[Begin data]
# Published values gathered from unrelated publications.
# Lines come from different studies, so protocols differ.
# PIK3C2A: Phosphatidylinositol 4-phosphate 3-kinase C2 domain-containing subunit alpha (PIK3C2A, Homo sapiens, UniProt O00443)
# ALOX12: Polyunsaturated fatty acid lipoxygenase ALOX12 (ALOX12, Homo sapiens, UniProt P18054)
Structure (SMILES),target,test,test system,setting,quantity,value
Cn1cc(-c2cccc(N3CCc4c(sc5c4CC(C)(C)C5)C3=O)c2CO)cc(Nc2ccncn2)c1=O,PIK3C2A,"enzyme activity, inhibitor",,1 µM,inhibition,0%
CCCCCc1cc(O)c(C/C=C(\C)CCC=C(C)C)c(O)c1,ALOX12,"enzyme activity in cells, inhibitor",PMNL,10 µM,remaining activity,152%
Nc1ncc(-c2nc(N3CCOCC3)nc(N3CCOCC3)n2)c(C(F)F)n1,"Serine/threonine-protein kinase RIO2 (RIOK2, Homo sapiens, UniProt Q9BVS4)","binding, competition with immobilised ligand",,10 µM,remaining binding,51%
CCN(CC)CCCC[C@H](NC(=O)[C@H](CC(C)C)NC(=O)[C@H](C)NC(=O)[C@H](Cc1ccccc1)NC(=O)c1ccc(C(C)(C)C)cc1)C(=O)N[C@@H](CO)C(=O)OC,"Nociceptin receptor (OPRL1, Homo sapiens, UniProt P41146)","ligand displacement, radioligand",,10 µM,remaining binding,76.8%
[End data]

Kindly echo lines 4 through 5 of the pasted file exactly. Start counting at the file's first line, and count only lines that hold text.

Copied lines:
# ALOX12: Polyunsaturated fatty acid lipoxygenase ALOX12 (ALOX12, Homo sapiens, UniProt P18054)
Structure (SMILES),target,test,test system,setting,quantity,value